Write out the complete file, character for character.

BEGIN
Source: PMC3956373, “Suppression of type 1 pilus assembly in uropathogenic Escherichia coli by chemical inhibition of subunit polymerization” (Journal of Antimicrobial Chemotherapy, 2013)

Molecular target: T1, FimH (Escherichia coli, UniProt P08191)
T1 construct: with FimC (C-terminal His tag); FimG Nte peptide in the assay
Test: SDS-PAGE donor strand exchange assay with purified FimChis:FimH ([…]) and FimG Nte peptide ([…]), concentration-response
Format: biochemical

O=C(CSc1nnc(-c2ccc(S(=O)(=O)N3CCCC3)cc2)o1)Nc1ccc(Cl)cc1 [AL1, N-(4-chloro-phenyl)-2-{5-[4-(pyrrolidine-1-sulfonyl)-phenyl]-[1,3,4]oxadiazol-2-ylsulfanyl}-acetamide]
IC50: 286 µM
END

Source: PMC3956373, “Suppression of type 1 pilus assembly in uropathogenic Escherichia coli by chemical inhibition of subunit polymerization” (Journal of Antimicrobial Chemotherapy, 2013)

Molecular target: T1, FimH (Escherichia coli, UniProt P08191)
T1 construct: with FimC (C-terminal His tag); FimG Nte peptide in the assay
Test: SDS-PAGE donor strand exchange assay with purified FimChis:FimH ([…]) and FimG Nte peptide ([…]), concentration-response
Format: biochemical

O=C(CSc1nnc(-c2ccc(S(=O)(=O)N3CCCC3)cc2)o1)Nc1ccc(Cl)cc1 [AL1, N-(4-chloro-phenyl)-2-{5-[4-(pyrrolidine-1-sulfonyl)-phenyl]-[1,3,4]oxadiazol-2-ylsulfanyl}-acetamide]
IC50: 286 µM